Verbal and Nonverbal Expressions as Indicators of Social and Emotional Functioning among Social Anhedonics
Mann, Monica Constance
Blanchard, Jack J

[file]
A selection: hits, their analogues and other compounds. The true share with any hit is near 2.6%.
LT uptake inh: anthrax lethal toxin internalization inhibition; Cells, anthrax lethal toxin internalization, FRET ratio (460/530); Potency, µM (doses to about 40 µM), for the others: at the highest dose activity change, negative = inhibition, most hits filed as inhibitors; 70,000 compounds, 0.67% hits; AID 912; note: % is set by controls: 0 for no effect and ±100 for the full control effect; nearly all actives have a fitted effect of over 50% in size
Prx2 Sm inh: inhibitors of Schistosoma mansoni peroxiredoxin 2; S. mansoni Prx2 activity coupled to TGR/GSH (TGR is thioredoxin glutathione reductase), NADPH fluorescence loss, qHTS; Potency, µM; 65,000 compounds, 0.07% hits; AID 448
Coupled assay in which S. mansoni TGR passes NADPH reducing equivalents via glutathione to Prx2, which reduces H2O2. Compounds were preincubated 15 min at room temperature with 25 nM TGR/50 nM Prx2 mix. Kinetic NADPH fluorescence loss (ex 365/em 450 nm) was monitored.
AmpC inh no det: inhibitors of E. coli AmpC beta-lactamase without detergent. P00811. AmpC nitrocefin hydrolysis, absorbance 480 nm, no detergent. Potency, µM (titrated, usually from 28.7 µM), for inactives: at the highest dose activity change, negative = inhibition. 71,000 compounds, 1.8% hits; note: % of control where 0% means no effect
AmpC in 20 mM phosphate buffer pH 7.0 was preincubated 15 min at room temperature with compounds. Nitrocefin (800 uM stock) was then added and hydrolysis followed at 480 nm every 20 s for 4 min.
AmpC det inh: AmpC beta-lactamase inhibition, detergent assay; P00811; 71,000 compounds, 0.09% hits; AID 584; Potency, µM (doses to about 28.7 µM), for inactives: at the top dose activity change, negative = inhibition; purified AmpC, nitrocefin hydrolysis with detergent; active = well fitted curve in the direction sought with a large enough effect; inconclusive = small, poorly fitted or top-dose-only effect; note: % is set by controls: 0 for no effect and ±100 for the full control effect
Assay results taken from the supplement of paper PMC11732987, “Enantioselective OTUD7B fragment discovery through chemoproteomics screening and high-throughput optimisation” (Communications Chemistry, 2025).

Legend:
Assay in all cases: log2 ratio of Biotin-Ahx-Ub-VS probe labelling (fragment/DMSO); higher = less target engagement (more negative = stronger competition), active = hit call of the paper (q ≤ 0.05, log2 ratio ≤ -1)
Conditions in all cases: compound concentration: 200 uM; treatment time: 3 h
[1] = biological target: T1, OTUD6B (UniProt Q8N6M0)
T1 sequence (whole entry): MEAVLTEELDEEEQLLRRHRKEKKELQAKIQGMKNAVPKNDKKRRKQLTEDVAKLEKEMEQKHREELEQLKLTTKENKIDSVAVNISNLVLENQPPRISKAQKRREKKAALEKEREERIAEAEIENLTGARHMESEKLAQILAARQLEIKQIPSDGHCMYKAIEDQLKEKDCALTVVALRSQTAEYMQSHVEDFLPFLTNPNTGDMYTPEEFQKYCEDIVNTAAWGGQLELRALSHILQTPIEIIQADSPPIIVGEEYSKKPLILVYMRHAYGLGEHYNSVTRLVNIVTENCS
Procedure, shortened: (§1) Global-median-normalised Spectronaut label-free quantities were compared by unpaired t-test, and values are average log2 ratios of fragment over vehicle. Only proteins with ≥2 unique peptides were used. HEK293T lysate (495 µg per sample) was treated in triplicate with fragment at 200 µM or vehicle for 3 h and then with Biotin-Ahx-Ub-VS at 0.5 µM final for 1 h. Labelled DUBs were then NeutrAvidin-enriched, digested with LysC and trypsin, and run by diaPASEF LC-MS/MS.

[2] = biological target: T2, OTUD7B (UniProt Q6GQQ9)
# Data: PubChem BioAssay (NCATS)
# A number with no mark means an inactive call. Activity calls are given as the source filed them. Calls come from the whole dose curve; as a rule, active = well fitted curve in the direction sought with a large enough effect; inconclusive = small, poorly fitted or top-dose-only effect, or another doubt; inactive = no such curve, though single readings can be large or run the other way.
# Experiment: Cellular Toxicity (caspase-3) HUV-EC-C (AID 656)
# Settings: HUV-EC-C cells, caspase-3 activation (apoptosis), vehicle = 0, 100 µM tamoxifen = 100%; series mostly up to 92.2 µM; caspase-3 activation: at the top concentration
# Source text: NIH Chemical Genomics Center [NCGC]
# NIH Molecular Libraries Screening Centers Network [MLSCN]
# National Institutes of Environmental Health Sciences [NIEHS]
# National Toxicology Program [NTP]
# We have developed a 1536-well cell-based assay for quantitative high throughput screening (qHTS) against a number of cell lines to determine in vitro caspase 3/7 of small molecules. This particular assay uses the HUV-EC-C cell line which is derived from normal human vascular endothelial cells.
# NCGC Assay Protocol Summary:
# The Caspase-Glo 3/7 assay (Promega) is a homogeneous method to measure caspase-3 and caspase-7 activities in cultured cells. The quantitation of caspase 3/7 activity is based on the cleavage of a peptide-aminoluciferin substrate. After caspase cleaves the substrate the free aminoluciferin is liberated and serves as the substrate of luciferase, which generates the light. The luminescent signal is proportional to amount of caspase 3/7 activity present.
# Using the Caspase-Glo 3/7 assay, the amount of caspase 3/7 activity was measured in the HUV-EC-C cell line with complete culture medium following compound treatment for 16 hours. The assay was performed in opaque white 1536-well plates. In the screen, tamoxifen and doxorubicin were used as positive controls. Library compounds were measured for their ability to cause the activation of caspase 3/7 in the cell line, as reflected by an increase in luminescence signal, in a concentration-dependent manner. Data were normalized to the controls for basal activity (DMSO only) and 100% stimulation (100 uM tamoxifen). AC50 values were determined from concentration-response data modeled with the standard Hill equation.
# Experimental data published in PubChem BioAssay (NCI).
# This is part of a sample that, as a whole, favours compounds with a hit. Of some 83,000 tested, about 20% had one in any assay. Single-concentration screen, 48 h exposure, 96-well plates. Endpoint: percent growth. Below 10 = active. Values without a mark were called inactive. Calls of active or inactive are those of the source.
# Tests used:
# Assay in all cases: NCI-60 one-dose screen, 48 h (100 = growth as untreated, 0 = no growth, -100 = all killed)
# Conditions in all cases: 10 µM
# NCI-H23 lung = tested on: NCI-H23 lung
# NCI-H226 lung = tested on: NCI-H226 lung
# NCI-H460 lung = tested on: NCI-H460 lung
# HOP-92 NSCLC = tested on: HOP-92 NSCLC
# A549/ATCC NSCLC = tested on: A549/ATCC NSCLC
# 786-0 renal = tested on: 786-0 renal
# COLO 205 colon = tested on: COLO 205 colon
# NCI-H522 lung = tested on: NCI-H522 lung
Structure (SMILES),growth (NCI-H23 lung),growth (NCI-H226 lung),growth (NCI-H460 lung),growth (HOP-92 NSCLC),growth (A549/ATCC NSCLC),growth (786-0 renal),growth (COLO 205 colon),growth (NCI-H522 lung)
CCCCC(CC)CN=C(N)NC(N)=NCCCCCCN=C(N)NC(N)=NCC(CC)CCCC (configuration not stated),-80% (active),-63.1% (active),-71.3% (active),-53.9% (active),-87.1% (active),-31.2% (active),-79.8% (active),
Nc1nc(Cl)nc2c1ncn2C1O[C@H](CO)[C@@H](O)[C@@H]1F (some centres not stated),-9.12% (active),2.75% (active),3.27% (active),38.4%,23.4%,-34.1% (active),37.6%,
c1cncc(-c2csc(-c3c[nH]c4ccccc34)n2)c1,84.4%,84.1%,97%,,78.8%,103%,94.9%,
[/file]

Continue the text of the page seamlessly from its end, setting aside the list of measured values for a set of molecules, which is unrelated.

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Social anhedonia has received increasing empirical attention and support as a vulnerability marker for the development of schizophrenia. Although social anhedonia implies a reduced capacity for pleasure, the relationship between this construct and the experience and expression of emotion remains unclear. The current study sought to better understand the emotional expression of anhedonics by examining the self-report of emotional experiences and social relationships. Results indicated that social anhedonics used fewer positive emotion words in social descriptions and fewer social words in positive experience descriptions. Social anhedonics did not use significantly fewer positive facial expressions than controls, although gender differences were observed. Correlations with symptom ratings were inconsistent. Thus, this research was able to integrate the study of social and emotional functioning to describe the emotional correlates of social anhedonia which adds to an accumulating body of knowledge on behavioral characteristics for identifying individuals at putative risk for schizophrenia-spectrum disorders.